The more I ride and further train Mia, the more I am thinking she is in fact a blend of personalities of TWH and the App. For a very long time I said I wished I could blend those two horses as I would have the perfect horse, one that would try to reach the moon just because I asked and had the athleticism to do anything we ever wanted. Mia is very athletic and quick and smart and tries, just like I wanted. But she also has that stubborn streak like the App and when I hit it, man it is a big bump to get over.
Mia has had almost 2 weeks off, I rode her right before the farrier was out and she was kinda off but kinda not. Some days she was bad, others not and showed some heat in her hoof and slight swelling in her pastern. Finally last Wednesday and Thursday she was really ouchy and was almost non-weight bearing on her left front. As I watched, she was putting her toe down and not wanting to weight the heel, I suspected an abscess was about to burst. I kept her slathered in poultice to reduce any swelling, wrapped to offer support, buted up to reduce pain and ichthammol'ed to try to draw the abcess out and it finally blew out Friday afternoon at her heel bulb. I gave her an additional 4 days off and then put her back to work. As a result of her being off, I also scratched our show on Sunday. There will always be another show!
Our first ride was a basic dressage ride. Walk and trot to start. Mia was all over the place, fully refusing to keep the contact and throwing her head up whenever the mood struck her. Changing her gait from slow to fast without regard to my seat, randomly stopping instead of transitioning down, all sorts of fun evasions. This is very common for her, we just keep working on consistency. We worked on changes of direction to try to soften her up and while it helped, it didn't fix her. It is obvious 2 weeks off is not good for my mare!
I figured I would canter her to wear her out a bit except she wanted to run into the canter instead of picking it up. Because why not right? I grabbed a crop and smacked her a couple of times to remind her that wasn't acceptable before she decided to give me some nice transitions. Then the transitions were nice but Miss Mare would NOT just canter along. She was horribly inverted with her head up, back hollow, shoulder dropped, pulling like a freight train. Oh. My. Gawd. Mare. Just. STOP. I worked on my normal tactics of lifting the inside rein to get her to pick her shoulder up and possibly drop her head, using my legs to steer her and encourage bend, working at making a big circle and then a small circle, figure 8's when she finally had it. She yanked on the reins and flipped me off with a toss of her head and tried to take off. Oh no mare, I sat way back and pulled her to halt like I was waterskiing and held it there. She stood there head up, head back, mouth gaping, refusing to budge an inch. She would not give me a release whatsoever, no backing, no softening of the poll, no relaxing of the jaw, just standing there giving me the middle finger. Thanks horse.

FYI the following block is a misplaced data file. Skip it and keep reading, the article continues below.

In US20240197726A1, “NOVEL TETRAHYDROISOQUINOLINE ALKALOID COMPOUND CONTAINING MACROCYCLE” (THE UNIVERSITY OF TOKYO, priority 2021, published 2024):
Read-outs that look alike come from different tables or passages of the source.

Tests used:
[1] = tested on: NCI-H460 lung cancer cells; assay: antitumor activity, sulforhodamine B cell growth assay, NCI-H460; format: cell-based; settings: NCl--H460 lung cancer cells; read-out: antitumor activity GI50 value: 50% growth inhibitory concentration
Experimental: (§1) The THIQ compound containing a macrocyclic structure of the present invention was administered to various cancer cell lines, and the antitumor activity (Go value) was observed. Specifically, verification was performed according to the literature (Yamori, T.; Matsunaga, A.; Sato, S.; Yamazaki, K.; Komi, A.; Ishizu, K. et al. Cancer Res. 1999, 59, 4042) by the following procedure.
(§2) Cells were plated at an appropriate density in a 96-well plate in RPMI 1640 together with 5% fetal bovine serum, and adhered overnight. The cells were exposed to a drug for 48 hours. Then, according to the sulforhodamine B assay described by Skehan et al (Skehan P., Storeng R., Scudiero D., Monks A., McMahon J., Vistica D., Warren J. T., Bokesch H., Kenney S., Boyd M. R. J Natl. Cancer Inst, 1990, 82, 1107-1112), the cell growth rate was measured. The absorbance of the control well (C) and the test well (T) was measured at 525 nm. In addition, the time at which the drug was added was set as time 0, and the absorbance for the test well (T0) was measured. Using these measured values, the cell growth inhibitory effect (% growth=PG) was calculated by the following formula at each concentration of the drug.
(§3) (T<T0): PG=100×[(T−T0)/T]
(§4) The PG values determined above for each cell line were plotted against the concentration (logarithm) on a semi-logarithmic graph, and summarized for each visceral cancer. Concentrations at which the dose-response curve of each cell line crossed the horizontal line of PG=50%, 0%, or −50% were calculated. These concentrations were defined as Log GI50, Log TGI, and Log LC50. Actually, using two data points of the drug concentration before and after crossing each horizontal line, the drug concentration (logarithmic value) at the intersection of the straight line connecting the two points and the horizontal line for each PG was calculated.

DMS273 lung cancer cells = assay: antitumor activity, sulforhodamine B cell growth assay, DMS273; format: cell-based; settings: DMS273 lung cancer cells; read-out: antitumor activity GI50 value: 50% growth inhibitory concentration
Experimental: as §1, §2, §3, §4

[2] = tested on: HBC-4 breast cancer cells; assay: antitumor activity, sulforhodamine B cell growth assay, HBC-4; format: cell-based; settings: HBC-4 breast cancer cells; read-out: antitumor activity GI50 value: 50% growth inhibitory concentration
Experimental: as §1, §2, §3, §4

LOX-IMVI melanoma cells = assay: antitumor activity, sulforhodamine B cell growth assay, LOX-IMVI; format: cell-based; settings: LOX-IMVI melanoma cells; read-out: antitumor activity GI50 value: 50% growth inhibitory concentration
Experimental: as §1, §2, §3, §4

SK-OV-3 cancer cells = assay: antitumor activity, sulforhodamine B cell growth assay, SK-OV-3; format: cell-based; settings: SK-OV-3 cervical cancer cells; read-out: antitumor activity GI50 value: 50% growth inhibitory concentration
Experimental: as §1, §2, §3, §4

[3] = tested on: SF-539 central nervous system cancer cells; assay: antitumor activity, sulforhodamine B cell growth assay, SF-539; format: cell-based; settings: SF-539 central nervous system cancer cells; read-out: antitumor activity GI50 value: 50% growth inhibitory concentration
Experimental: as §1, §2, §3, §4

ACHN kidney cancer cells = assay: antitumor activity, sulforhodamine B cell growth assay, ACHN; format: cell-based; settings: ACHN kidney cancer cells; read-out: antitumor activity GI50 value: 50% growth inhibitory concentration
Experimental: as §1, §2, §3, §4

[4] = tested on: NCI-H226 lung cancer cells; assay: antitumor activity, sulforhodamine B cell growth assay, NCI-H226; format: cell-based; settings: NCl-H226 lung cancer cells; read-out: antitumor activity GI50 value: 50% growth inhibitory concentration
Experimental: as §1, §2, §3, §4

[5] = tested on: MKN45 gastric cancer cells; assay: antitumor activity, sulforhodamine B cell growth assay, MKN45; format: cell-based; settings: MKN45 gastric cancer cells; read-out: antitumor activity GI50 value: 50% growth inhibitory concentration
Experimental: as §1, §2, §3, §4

I tried thumping her and she would back a step or two before she would resume her position, it really was a battle of wills that lasted many minutes. I finally got her to soften her poll a tad so I released and then did a longer exercise of I pull, you give. I tug, you lower. I soften, you soften, damn it! I then kicked her back into a trot and low and behold? Mia held her head at a respectable level, didn't fight or drop the contact and didn't change her speed. I asked for a canter and she not only gave it right away, but when I asked her to lower her head from a giraffe position, she did! I changed directions really quickly to ensure her "good side" had the same results and called it a day. Ms Mia may have kicked my butt but I kicked hers harder and it appears as though I have won this round. Thankfully this lesson should stick for a couple of months until we hit the bump again, at least that is our trend but man it is a hard bump indeed.